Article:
I fully agree with the idea that world population growth can—and should—be reversed through fertility rates that fall below replacement level on a long-term basis. This is an important but not a new idea. It has been mentioned by several authors in a more qualitative way and, in 2001, I contributed to an article published in the leading science journal, Nature, that shows in quantitative, probabilistic terms that there is an 85 percent chance that world population will reach a peak over the coming decades and then start to decline due to sustained, global, below-replacement fertility.1 More recently, I published an editorial in the Journal of the Royal Statistical Society entitled “Toward a World of 2–6 Billion Well Educated and Therefore Healthy and Wealthy People.”2 This paper presents extensions of demographic scenarios into the twenty-second and twenty-third centuries that illustrate that if the world, by the end of the century, achieved fertility levels currently found in Europe and China (about 1.5–1.7 children per woman), world population size could well decline to approximately two to six billion people even with continued significant increases in life expectancy. But such low fertility levels will likely only be achieved if the rest of the world population attains female education levels comparable to those of existing low-fertility regions.
Robert Engelman, a vice president at the Worldwatch Institute, argues that global fertility declines can be achieved by providing more access to family planning services. While this will indeed be important to reducing fertility, it must be coupled with improved female education. The empirical evidence as derived from extensive analyses of the Demographic and Health Surveys (DHS) around the developing world shows that the dominant force for limiting fertility is female education: more educated women want fewer children and tend to provide them with better life chances in terms of better health and education (what economists call a quantity/quality trade-off). More educated women tend to have better access to information and to reproductive health services that help them realize their desire for a smaller family size. Women who are more empowered through education also have a stronger position vis-á-vis their husbands, who, in high fertility countries, typically want more children than their wives do.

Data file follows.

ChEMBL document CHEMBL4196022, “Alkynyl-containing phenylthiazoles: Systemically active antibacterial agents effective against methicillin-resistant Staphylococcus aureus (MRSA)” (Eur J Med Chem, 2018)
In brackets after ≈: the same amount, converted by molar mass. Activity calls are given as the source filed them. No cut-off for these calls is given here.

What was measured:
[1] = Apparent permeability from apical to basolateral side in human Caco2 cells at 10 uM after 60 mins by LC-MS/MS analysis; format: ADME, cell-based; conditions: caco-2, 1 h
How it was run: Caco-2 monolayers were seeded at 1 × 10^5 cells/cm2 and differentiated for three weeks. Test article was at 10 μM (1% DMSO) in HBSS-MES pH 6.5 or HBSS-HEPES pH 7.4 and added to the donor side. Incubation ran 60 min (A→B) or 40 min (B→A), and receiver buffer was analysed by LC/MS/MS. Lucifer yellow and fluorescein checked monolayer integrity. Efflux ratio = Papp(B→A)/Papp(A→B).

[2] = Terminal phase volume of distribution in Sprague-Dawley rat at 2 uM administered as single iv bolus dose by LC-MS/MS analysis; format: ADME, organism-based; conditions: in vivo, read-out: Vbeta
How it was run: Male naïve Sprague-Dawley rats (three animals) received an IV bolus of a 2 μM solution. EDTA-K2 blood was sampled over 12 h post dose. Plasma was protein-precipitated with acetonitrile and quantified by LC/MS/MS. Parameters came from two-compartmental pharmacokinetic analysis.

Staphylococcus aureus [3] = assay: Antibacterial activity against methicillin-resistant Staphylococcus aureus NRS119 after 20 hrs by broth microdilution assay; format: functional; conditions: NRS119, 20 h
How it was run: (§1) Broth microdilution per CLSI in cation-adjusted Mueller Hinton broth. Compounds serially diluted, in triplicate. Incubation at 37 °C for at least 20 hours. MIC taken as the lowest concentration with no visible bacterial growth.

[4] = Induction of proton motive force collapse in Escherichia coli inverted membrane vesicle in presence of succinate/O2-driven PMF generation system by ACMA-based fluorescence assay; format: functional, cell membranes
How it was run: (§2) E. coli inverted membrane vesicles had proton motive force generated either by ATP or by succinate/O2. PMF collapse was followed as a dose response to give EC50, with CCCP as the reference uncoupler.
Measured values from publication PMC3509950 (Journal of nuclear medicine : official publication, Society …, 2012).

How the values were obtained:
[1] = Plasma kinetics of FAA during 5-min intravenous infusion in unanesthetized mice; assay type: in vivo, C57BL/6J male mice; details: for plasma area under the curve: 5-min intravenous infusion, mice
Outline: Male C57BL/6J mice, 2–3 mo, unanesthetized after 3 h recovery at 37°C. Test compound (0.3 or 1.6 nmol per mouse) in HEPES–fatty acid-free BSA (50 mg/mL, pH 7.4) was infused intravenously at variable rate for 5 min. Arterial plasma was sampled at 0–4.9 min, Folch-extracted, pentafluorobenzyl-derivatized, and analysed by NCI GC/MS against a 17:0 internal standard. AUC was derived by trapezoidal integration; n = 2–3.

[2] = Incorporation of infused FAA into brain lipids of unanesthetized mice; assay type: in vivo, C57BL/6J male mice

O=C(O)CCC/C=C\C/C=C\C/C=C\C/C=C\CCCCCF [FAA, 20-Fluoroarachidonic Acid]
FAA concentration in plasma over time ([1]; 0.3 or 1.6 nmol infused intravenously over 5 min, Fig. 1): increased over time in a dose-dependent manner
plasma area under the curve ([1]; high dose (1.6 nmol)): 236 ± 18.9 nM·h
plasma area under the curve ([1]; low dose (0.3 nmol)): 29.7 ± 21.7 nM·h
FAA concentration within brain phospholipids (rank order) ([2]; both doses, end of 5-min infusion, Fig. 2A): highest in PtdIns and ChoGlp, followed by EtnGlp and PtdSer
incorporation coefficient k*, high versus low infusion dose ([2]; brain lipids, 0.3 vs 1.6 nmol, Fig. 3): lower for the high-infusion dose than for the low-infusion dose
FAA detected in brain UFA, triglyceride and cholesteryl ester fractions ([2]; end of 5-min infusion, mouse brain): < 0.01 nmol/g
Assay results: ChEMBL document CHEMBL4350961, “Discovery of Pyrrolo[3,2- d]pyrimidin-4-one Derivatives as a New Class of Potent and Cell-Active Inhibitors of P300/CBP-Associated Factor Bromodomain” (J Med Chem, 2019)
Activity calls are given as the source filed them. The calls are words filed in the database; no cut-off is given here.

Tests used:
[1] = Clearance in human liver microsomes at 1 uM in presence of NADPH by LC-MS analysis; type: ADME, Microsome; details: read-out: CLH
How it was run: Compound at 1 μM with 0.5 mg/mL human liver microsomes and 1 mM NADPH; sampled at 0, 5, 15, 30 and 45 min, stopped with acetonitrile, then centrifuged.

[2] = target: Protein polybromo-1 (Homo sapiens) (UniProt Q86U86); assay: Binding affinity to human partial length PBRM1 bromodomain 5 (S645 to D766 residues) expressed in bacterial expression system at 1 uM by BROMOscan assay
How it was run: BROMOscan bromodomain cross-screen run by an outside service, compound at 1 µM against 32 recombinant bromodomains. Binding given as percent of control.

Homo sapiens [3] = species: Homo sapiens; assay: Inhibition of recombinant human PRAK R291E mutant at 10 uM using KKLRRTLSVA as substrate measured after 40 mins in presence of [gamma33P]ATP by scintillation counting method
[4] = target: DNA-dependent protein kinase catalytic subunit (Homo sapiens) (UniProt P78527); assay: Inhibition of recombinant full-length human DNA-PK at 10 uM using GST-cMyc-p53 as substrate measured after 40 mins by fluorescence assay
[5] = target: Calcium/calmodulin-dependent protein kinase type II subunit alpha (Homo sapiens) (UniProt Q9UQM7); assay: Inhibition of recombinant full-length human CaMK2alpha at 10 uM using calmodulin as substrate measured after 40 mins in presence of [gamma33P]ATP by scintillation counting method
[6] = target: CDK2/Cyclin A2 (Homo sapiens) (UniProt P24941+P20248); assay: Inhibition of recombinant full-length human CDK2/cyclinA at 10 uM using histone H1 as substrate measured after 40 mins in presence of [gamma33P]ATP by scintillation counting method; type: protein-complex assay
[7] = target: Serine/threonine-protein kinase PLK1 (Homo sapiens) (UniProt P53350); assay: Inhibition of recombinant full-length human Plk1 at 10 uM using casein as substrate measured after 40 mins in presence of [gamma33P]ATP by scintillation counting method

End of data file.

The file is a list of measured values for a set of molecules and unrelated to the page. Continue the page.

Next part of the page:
These observations complicate Engelman’s notion of an “unmet need for family planning,” an idea that underlies the work of many organizations in the field of reproductive health and family planning. DHS surveys exploring the obstacles to the use of contraception have shown a quite different picture from the one drawn in Engelman’s paper. An important reason that women give for not using contraception is that their husbands do not want them to use it. In this case, simply providing more access to voluntary family planning services does not help. Only when women are empowered through more education (or other means) will they be better able to convince their husbands of the desirability of contraception. Another important stated reason for not using contraception despite the risk of an unwanted pregnancy is the widespread fear of contraception’s negative health effects. Again, only more information and education can help overcome this obstacle. Hence, fertility projections based on providing access to family planning services to women categorized as having an “unmet need” are highly problematic because these data show that the main obstacles are not costs or a lack of access to contraception. Hence it is very unlikely that simply providing more access to contraception will eliminate the entire “unmet need.”
More education—for both women and men—not only helps overcome the abovementioned obstacles, but also significantly lowers the desired family size. And research shows that this factor is far more important in reducing fertility than simply increasing access to contraception. In Ethiopia, for example, the DHS shows that uneducated women have on average six children whereas those with secondary education have only two.
I do think that more broad-based, basic education (particularly for women) together with better access to reproductive health services in the least developed countries will result in significant fertility declines and a shrinking of world population in the long run. Further expansion of access to modern family planning services is itself highly desirable for health and human rights. It is women’s fundamental right to have access to good quality services that reduce the health risks associated with pregnancies and with unwanted pregnancies, in particular. But there are very strong synergies between female education and family planning programs that should not be ignored. If we pursue both jointly, it would not only help curb world population growth but would also make major contributions to poverty eradication and female empowerment.